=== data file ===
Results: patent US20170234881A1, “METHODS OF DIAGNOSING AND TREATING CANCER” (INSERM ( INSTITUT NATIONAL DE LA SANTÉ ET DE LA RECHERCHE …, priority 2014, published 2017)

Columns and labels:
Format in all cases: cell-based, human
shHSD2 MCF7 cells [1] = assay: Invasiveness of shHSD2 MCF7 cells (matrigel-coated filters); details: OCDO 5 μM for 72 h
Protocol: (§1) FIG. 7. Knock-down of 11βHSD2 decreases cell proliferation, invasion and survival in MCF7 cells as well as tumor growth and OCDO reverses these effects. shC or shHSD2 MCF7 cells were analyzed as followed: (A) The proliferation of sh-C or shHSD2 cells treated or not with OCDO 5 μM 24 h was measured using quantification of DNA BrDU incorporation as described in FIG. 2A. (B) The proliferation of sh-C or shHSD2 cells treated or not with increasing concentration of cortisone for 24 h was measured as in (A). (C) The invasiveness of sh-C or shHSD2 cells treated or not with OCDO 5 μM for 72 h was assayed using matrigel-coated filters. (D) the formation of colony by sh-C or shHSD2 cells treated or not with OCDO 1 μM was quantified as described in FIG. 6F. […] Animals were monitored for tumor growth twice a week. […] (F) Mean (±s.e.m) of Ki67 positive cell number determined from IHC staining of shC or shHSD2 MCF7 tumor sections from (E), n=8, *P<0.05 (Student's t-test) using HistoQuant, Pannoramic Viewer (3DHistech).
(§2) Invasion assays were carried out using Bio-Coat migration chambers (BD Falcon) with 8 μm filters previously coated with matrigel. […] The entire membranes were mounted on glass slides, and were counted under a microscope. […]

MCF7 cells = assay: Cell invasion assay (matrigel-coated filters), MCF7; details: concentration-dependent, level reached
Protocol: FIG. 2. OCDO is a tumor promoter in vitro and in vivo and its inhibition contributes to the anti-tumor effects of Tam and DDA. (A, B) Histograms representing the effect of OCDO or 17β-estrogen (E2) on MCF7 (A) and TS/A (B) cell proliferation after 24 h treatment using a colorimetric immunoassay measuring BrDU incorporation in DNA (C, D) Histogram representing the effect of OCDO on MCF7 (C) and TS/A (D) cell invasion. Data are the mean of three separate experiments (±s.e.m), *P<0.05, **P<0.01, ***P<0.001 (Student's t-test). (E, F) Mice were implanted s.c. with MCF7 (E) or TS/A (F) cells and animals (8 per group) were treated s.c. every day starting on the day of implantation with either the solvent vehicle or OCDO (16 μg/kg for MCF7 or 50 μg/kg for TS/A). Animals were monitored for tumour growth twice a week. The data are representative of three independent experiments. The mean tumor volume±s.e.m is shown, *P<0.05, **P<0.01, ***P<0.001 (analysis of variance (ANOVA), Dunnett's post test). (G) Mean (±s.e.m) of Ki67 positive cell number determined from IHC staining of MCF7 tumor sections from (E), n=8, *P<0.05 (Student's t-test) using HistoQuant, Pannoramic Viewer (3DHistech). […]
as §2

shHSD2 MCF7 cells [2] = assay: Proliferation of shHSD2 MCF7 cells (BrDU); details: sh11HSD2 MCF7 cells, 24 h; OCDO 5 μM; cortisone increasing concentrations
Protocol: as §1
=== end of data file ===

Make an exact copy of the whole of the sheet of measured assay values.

Results: patent US20170234881A1, “METHODS OF DIAGNOSING AND TREATING CANCER” (INSERM ( INSTITUT NATIONAL DE LA SANTÉ ET DE LA RECHERCHE …, priority 2014, published 2017)

Columns and labels:
Format in all cases: cell-based, human
shHSD2 MCF7 cells [1] = assay: Invasiveness of shHSD2 MCF7 cells (matrigel-coated filters); details: OCDO 5 μM for 72 h
Protocol: (§1) FIG. 7. Knock-down of 11βHSD2 decreases cell proliferation, invasion and survival in MCF7 cells as well as tumor growth and OCDO reverses these effects. shC or shHSD2 MCF7 cells were analyzed as followed: (A) The proliferation of sh-C or shHSD2 cells treated or not with OCDO 5 μM 24 h was measured using quantification of DNA BrDU incorporation as described in FIG. 2A. (B) The proliferation of sh-C or shHSD2 cells treated or not with increasing concentration of cortisone for 24 h was measured as in (A). (C) The invasiveness of sh-C or shHSD2 cells treated or not with OCDO 5 μM for 72 h was assayed using matrigel-coated filters. (D) the formation of colony by sh-C or shHSD2 cells treated or not with OCDO 1 μM was quantified as described in FIG. 6F. […] Animals were monitored for tumor growth twice a week. […] (F) Mean (±s.e.m) of Ki67 positive cell number determined from IHC staining of shC or shHSD2 MCF7 tumor sections from (E), n=8, *P<0.05 (Student's t-test) using HistoQuant, Pannoramic Viewer (3DHistech).
(§2) Invasion assays were carried out using Bio-Coat migration chambers (BD Falcon) with 8 μm filters previously coated with matrigel. […] The entire membranes were mounted on glass slides, and were counted under a microscope. […]

MCF7 cells = assay: Cell invasion assay (matrigel-coated filters), MCF7; details: concentration-dependent, level reached
Protocol: FIG. 2. OCDO is a tumor promoter in vitro and in vivo and its inhibition contributes to the anti-tumor effects of Tam and DDA. (A, B) Histograms representing the effect of OCDO or 17β-estrogen (E2) on MCF7 (A) and TS/A (B) cell proliferation after 24 h treatment using a colorimetric immunoassay measuring BrDU incorporation in DNA (C, D) Histogram representing the effect of OCDO on MCF7 (C) and TS/A (D) cell invasion. Data are the mean of three separate experiments (±s.e.m), *P<0.05, **P<0.01, ***P<0.001 (Student's t-test). (E, F) Mice were implanted s.c. with MCF7 (E) or TS/A (F) cells and animals (8 per group) were treated s.c. every day starting on the day of implantation with either the solvent vehicle or OCDO (16 μg/kg for MCF7 or 50 μg/kg for TS/A). Animals were monitored for tumour growth twice a week. The data are representative of three independent experiments. The mean tumor volume±s.e.m is shown, *P<0.05, **P<0.01, ***P<0.001 (analysis of variance (ANOVA), Dunnett's post test). (G) Mean (±s.e.m) of Ki67 positive cell number determined from IHC staining of MCF7 tumor sections from (E), n=8, *P<0.05 (Student's t-test) using HistoQuant, Pannoramic Viewer (3DHistech). […]
as §2

shHSD2 MCF7 cells [2] = assay: Proliferation of shHSD2 MCF7 cells (BrDU); details: sh11HSD2 MCF7 cells, 24 h; OCDO 5 μM; cortisone increasing concentrations
Protocol: as §1